Grand Magus

Hammer of the North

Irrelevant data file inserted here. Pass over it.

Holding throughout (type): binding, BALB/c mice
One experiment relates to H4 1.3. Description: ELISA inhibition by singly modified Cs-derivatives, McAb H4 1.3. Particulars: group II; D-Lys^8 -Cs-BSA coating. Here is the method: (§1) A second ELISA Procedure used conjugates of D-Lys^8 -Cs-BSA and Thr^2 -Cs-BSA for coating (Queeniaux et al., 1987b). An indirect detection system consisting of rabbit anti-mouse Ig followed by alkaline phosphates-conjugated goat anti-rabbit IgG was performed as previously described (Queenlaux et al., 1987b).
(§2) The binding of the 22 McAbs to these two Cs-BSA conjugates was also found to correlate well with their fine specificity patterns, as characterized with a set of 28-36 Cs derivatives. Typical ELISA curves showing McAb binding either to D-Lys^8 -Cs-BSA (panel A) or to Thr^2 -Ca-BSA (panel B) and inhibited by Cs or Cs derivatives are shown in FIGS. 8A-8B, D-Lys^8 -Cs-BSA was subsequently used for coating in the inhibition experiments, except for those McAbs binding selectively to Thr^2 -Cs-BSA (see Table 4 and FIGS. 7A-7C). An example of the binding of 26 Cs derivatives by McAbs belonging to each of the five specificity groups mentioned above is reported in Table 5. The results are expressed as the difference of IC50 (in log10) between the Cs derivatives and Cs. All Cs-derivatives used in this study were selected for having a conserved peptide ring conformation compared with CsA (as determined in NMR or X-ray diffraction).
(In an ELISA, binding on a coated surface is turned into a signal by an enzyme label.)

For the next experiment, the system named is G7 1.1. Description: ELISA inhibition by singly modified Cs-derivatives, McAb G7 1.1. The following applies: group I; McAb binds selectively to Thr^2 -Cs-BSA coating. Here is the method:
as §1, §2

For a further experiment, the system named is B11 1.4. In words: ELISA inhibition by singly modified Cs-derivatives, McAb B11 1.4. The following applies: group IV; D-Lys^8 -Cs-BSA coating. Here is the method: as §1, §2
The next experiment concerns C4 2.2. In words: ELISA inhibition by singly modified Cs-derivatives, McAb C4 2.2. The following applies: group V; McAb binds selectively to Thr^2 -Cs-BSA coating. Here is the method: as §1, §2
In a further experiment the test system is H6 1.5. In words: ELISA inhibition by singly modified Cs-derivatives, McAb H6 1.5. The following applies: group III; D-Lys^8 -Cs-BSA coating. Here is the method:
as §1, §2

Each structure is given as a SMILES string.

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Few of those who bothered to investigate Grand Magus' inauspicious eponymous debut album in 2002 could have possibly predicted the Swedish trio's inexorable rise from run-of-the-mill doom purveyors to one of the style's most exciting entities (with 2003's Monument), nor their subsequent transformation into anthemic trad-metal powerhouse (on 2005's Wolf's Return and 2008's Iron Will). And so, it was with great anticipation, and some trepidation, that fans awaited the group's fifth album (and first for heavy metal's most commercially inclined label, Roadrunner Records), Hammer of the North, whose title appeared to suggest another wholesale reinvention was in store, only this time as a cheesy power metal band. Luckily, such fears were totally unfounded, and the album in fact boasts the same modern take on the classic heavy metal trademarks of old, whether those see the band galloping into carnage on iron-shod steeds like "I, the Jury" and "Northern Star" or grinding out a hard-won victory on the fields of grief via skull-crushing sonic scimitars like "Black Sails" and "Savage Tales." Along the way, Grand Magus incessantly delve into their Viking forefathers' exploits -- and never more so than with "Mountains Be My Throne," the majestic title track, and the absolutely epic "The Lord of Lies" -- thus making the entire Hammer of the North cycle play like a Scandinavian vacation brochure circa the year, oh, 1319 or thereabouts (you know, raping, pillaging, dying, etc.). In all seriousness, although the Viking metal gimmick has been done to death over the previous decades, Grand Magus' unusually infectious songwriting and top-notch talents (singer/guitarist J.B. is quite simply as good as they come on both of his instruments) easily elevate these songs above the countless bands operating in the niche. That's why listeners would do well just to leave their suspicions at the gates of Valhalla and accept the righteous northerly hammering awaiting them here.

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